This book offers an invaluable introduction to a topic of central importance in logic and philosophy. It discusses (i) the history of paraconsistent logic; (ii) language, negation, contradiction, consistency and inconsistency; (iii) logics of formal inconsistency (LFIs) and the main paraconsistent propositional systems; (iv) many-valued companions, possible-translations semantics and non-deterministic semantics; (v) paraconsistent modal logics; (vi) first-order paraconsistent logics; (vii) applications to information processing, databases and quantum computation; and (viii) applications to deontic paradoxes, connections to Eastern thought and to dialogical reasoning.
Finally available in English, it is a major contribution to the philosophy of science, epistemology and twentieth century philosophy generally.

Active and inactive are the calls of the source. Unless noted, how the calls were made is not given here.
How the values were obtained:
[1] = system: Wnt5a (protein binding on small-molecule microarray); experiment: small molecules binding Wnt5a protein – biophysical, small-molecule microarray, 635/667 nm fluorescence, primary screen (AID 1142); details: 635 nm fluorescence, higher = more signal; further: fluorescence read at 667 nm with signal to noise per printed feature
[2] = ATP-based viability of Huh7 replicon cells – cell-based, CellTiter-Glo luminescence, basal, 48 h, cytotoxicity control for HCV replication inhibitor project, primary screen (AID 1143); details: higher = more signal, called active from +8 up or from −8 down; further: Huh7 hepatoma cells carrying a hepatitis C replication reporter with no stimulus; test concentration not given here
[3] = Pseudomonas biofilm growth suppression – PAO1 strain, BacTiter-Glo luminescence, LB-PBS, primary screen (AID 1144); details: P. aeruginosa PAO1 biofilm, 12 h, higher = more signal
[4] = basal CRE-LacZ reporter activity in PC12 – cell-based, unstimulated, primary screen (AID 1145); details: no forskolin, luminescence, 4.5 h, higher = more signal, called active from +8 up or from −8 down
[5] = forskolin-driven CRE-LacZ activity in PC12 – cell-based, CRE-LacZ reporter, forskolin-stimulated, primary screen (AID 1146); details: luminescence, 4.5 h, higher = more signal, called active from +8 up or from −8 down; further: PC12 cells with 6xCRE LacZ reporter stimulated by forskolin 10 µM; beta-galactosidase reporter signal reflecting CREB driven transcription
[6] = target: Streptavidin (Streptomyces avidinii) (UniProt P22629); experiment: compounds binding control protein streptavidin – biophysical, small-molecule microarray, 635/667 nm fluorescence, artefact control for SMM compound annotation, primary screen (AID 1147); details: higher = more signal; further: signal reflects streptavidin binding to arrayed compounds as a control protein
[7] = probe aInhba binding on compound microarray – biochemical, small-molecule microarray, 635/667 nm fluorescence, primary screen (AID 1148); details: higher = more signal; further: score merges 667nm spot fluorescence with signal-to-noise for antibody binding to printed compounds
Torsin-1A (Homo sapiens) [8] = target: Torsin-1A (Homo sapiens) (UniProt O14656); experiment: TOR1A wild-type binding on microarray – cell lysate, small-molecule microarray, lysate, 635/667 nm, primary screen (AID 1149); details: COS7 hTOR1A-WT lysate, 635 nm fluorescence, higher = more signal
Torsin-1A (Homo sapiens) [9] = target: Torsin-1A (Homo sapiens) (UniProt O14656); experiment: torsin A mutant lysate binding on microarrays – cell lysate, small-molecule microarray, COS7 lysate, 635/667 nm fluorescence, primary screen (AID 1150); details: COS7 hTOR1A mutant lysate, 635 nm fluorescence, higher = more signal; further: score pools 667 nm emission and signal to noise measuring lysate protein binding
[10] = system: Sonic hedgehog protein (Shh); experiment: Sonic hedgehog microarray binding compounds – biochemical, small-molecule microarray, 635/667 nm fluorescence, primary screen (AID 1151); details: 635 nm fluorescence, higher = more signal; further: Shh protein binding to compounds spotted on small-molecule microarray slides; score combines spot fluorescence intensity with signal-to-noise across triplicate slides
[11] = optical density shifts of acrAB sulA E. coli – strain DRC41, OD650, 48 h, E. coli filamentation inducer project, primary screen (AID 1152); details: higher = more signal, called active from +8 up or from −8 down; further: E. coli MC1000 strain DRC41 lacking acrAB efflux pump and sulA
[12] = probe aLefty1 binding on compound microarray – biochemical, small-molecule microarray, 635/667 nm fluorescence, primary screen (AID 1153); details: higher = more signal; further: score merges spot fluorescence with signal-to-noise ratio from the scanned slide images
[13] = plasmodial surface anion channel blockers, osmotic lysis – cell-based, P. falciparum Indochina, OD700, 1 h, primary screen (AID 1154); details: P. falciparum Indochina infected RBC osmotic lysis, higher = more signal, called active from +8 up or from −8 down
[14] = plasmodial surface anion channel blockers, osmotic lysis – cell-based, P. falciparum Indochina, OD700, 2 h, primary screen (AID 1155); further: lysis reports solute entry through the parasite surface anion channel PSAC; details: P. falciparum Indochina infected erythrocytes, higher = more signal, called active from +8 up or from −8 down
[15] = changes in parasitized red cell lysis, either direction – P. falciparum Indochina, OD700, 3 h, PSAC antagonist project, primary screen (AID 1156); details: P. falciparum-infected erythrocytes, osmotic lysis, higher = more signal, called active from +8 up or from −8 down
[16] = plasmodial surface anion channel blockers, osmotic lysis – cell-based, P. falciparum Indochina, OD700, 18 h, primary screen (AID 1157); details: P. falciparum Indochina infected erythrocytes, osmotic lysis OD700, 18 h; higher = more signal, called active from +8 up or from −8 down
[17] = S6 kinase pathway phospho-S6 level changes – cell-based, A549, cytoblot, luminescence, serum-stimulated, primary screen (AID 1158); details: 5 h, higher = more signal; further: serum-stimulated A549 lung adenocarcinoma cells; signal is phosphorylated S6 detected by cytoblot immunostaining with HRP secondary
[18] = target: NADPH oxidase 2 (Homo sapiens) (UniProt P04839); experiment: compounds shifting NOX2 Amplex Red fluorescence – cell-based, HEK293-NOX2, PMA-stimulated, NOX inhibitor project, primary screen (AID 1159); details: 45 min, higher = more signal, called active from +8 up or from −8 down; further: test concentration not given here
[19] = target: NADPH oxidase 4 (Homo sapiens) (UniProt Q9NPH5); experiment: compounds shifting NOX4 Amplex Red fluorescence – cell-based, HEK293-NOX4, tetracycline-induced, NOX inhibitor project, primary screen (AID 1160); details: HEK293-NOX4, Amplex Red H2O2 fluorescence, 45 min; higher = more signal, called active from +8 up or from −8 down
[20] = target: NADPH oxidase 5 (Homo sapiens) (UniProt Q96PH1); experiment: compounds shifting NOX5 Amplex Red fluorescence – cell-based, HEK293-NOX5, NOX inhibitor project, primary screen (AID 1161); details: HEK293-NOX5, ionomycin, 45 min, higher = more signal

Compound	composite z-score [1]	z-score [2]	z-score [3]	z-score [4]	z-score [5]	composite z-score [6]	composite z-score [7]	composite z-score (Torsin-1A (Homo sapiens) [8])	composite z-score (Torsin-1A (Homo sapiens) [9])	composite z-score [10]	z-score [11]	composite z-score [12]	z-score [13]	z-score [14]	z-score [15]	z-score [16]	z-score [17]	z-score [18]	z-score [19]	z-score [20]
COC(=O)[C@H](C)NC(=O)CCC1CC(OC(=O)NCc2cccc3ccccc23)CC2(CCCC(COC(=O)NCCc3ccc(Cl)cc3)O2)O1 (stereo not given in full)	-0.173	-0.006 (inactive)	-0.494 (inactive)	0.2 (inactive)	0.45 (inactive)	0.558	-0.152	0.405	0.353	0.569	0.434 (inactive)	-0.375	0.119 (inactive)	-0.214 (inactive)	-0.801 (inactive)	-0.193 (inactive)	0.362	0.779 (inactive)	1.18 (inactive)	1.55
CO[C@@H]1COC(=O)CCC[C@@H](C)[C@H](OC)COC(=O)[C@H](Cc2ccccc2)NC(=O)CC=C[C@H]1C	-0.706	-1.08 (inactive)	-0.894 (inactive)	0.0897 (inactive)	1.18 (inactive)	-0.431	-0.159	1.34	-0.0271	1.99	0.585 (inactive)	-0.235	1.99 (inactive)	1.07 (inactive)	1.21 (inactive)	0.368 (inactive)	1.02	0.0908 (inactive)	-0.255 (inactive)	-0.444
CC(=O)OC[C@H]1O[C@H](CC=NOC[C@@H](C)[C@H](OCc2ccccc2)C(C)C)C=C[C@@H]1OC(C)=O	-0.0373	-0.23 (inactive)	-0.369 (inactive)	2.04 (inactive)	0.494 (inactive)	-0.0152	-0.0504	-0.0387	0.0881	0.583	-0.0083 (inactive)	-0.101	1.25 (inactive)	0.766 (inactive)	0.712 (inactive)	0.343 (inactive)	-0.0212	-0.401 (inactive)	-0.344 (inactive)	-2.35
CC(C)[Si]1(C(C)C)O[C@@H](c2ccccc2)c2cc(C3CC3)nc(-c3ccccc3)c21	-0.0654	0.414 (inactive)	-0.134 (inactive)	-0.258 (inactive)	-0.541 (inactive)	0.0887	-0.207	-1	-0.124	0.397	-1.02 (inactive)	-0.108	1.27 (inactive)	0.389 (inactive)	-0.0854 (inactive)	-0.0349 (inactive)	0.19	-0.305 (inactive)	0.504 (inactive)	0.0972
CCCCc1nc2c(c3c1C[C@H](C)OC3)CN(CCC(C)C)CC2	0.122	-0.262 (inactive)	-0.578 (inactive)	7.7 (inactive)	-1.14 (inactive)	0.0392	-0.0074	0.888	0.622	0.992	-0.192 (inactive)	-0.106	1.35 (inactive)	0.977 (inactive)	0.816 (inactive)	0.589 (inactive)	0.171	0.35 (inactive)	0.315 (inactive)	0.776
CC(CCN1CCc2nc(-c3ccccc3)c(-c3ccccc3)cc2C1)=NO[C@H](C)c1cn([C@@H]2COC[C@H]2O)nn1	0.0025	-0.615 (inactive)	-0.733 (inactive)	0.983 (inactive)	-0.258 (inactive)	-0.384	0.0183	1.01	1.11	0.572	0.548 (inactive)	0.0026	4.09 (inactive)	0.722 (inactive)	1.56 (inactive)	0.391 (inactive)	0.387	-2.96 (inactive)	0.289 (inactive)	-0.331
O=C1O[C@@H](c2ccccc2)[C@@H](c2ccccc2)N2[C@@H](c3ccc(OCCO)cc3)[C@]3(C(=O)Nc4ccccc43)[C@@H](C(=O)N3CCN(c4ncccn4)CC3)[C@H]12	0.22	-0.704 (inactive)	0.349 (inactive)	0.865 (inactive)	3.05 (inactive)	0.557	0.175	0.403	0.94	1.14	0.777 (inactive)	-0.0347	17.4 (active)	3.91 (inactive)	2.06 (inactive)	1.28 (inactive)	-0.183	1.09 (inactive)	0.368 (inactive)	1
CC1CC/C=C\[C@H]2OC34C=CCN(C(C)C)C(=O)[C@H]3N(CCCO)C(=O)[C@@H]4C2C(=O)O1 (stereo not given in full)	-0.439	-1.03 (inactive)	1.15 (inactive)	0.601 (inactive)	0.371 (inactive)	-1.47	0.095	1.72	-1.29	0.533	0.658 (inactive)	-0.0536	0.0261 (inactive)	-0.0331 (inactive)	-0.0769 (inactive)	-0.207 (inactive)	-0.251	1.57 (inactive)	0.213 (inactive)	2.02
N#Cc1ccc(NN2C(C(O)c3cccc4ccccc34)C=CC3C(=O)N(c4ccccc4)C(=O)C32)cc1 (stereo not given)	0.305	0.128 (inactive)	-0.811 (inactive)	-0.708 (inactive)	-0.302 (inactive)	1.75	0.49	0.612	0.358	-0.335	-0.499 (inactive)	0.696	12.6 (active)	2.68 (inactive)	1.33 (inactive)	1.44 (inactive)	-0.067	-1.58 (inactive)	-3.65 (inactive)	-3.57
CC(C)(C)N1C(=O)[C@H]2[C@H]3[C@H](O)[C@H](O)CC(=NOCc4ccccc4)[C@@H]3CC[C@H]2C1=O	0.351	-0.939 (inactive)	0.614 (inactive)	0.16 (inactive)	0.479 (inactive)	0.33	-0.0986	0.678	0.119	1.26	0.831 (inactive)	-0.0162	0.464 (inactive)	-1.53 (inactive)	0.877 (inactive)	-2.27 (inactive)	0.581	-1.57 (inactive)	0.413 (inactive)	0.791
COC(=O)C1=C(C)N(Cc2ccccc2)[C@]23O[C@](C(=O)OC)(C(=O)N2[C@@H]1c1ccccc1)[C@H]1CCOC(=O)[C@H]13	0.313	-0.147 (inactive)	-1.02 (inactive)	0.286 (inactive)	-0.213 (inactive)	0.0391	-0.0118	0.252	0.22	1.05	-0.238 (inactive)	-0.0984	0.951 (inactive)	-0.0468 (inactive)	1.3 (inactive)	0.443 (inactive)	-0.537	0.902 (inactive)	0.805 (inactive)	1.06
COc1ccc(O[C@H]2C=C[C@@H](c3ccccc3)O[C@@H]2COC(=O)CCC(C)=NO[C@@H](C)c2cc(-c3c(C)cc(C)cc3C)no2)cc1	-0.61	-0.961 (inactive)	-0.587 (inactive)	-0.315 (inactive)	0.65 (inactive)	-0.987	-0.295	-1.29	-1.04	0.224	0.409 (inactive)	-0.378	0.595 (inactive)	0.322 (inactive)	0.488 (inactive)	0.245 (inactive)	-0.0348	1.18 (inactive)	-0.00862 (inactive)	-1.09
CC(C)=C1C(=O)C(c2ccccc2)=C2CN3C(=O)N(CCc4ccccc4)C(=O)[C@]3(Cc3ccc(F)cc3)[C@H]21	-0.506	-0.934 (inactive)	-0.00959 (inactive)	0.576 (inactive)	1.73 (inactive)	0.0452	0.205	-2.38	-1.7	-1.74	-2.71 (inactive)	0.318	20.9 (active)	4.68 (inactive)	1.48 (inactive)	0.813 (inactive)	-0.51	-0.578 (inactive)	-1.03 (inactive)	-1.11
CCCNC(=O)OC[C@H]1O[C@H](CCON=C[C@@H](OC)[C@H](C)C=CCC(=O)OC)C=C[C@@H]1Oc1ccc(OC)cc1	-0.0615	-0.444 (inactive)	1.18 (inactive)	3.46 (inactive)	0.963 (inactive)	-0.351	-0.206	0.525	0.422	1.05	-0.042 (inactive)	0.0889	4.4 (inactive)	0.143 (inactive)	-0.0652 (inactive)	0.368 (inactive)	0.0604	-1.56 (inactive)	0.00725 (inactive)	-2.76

The two fundamental problems of knowledge that lie at the centre of the book are the problem of induction, that although we are able to observe only a limited number of particular events, science nevertheless advances unrestricted universal statements; and the problem of demarcation, which asks for a separating line between empirical science and non-science.
Popper seeks to solve these two basic problems with his celebrated theory of falsifiability, arguing that the inferences made in science are not inductive but deductive; science does not start with observations and proceed to generalise them but with problems, which it attacks with bold conjectures.
The Two Fundamental Problems of the Theory of Knowledge is essential reading for anyone interested in Karl Popper, in the history and philosophy of science, and in the methods and theories of science itself.